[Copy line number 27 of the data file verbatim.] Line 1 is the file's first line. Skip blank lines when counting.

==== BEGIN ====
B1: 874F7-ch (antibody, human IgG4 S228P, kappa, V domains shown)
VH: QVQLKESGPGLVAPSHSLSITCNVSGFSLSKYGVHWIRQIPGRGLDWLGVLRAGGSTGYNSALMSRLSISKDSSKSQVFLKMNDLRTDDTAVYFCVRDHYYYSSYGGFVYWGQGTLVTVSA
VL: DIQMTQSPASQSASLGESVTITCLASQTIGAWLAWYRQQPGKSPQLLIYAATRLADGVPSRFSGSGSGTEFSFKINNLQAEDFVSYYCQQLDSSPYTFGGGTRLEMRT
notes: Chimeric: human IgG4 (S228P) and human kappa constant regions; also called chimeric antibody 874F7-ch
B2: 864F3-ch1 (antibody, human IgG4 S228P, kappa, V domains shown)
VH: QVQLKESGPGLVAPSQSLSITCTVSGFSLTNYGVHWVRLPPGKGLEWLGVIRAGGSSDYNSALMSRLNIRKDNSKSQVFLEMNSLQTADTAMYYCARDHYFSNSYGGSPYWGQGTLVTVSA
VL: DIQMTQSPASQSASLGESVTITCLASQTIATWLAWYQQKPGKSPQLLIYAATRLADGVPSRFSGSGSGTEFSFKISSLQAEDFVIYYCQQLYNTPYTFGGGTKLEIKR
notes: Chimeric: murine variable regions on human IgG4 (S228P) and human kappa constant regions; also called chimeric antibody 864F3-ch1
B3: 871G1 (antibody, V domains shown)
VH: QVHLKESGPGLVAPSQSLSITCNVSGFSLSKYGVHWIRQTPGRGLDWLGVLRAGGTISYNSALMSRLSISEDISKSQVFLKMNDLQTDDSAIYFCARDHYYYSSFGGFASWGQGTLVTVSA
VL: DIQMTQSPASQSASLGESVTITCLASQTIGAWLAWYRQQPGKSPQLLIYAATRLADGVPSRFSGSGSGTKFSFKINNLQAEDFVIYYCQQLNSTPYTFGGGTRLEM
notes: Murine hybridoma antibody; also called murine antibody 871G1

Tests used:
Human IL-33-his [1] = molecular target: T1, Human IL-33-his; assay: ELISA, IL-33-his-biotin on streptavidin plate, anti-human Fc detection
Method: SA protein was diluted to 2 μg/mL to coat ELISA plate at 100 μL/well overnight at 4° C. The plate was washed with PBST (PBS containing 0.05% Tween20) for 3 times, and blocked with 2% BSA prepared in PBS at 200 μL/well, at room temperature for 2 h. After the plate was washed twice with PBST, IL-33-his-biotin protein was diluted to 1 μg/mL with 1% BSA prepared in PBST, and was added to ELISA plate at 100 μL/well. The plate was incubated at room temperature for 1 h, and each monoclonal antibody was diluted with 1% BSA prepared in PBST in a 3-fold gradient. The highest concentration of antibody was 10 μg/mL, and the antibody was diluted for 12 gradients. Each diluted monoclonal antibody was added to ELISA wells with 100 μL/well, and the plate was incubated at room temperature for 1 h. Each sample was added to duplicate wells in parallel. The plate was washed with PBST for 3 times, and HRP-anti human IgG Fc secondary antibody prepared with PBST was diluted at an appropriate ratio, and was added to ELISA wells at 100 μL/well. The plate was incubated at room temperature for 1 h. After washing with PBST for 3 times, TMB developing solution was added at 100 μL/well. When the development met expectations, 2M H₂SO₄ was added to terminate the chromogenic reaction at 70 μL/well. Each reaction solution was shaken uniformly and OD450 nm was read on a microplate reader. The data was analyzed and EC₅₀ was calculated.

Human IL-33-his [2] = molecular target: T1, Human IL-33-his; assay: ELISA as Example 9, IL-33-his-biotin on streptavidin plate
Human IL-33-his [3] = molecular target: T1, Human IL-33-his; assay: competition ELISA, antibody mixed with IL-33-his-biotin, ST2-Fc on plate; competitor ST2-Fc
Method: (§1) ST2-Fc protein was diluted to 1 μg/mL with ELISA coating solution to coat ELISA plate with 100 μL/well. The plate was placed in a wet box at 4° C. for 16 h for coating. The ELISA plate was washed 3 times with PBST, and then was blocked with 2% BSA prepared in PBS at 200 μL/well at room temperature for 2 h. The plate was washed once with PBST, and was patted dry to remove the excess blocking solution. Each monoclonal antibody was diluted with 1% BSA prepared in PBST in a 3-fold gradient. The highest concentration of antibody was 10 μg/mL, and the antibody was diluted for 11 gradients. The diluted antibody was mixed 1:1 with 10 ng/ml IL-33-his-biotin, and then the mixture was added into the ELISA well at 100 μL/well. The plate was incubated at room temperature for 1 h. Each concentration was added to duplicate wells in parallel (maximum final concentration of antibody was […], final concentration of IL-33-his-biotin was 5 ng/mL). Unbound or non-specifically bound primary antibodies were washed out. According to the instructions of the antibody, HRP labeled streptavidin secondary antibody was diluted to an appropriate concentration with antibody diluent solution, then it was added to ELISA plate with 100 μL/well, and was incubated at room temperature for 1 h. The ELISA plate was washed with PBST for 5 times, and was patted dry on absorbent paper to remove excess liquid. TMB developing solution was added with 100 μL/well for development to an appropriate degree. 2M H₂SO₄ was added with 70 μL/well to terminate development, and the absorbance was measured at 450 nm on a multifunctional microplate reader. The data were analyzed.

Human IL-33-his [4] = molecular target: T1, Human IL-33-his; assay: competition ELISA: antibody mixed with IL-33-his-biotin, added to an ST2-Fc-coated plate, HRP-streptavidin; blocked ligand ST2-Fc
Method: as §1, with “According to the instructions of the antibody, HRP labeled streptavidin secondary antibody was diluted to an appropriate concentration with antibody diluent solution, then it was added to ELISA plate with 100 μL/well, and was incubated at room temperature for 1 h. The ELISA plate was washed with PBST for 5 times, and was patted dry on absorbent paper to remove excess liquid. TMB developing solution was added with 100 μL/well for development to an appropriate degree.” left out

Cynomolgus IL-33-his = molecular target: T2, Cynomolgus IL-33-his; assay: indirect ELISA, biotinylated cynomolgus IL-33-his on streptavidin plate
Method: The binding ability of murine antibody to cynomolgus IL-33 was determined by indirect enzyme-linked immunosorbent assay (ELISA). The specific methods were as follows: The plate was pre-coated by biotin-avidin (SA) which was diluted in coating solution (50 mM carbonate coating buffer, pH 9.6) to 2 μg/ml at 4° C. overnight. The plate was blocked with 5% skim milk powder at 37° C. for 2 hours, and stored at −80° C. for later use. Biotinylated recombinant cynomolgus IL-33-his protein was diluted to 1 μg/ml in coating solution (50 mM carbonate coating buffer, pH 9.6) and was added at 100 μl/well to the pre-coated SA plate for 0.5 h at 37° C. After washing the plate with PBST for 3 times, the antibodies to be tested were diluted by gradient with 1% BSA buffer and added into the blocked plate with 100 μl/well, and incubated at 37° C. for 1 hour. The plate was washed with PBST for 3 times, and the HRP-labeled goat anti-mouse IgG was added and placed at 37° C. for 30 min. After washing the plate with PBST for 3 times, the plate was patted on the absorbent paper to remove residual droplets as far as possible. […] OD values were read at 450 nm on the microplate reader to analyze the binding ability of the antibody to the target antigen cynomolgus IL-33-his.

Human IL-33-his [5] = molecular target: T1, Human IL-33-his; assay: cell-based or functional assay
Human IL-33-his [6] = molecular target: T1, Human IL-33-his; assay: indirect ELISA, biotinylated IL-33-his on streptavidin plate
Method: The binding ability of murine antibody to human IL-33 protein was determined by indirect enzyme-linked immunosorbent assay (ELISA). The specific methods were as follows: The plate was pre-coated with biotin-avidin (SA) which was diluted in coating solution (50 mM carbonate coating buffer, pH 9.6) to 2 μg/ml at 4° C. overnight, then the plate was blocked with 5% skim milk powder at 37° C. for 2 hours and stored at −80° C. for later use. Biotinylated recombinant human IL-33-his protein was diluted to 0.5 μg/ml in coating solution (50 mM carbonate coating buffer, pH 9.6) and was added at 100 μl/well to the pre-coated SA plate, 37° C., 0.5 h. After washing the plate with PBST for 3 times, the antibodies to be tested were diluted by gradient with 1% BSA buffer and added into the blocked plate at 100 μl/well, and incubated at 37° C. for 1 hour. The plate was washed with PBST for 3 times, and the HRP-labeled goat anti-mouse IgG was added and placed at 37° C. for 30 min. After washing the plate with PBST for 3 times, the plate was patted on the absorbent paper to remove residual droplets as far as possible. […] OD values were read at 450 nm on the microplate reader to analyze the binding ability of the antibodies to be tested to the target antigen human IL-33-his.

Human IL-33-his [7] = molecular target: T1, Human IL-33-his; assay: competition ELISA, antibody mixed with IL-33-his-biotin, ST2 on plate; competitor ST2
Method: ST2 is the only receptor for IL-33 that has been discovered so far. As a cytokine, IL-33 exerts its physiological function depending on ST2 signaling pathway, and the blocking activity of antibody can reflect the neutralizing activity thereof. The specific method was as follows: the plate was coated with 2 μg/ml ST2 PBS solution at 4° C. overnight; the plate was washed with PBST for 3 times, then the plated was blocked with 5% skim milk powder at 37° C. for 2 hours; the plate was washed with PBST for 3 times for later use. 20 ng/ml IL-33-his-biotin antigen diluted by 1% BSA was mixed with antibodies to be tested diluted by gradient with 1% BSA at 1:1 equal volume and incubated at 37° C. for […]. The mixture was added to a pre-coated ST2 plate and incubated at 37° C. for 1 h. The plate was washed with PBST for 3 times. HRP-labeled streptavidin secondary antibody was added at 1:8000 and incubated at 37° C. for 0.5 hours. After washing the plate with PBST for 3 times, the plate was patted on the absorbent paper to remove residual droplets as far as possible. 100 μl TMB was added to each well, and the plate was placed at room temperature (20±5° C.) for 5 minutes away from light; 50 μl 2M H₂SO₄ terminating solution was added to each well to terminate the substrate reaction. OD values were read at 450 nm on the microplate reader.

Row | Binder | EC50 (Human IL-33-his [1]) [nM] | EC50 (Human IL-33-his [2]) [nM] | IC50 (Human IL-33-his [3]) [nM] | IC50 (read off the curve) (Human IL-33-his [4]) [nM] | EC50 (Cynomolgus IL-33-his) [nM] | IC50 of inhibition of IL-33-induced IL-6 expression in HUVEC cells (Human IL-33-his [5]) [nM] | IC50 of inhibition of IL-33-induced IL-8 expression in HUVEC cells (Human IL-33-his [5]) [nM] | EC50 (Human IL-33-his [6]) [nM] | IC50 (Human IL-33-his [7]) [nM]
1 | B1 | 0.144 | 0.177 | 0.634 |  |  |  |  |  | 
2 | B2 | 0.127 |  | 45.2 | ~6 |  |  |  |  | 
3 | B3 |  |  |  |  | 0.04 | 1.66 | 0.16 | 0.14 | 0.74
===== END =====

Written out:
Method: ST2 is the only receptor for IL-33 that has been discovered so far. As a cytokine, IL-33 exerts its physiological function depending on ST2 signaling pathway, and the blocking activity of antibody can reflect the neutralizing activity thereof. The specific method was as follows: the plate was coated with 2 μg/ml ST2 PBS solution at 4° C. overnight; the plate was washed with PBST for 3 times, then the plated was blocked with 5% skim milk powder at 37° C. for 2 hours; the plate was washed with PBST for 3 times for later use. 20 ng/ml IL-33-his-biotin antigen diluted by 1% BSA was mixed with antibodies to be tested diluted by gradient with 1% BSA at 1:1 equal volume and incubated at 37° C. for […]. The mixture was added to a pre-coated ST2 plate and incubated at 37° C. for 1 h. The plate was washed with PBST for 3 times. HRP-labeled streptavidin secondary antibody was added at 1:8000 and incubated at 37° C. for 0.5 hours. After washing the plate with PBST for 3 times, the plate was patted on the absorbent paper to remove residual droplets as far as possible. 100 μl TMB was added to each well, and the plate was placed at room temperature (20±5° C.) for 5 minutes away from light; 50 μl 2M H₂SO₄ terminating solution was added to each well to terminate the substrate reaction. OD values were read at 450 nm on the microplate reader.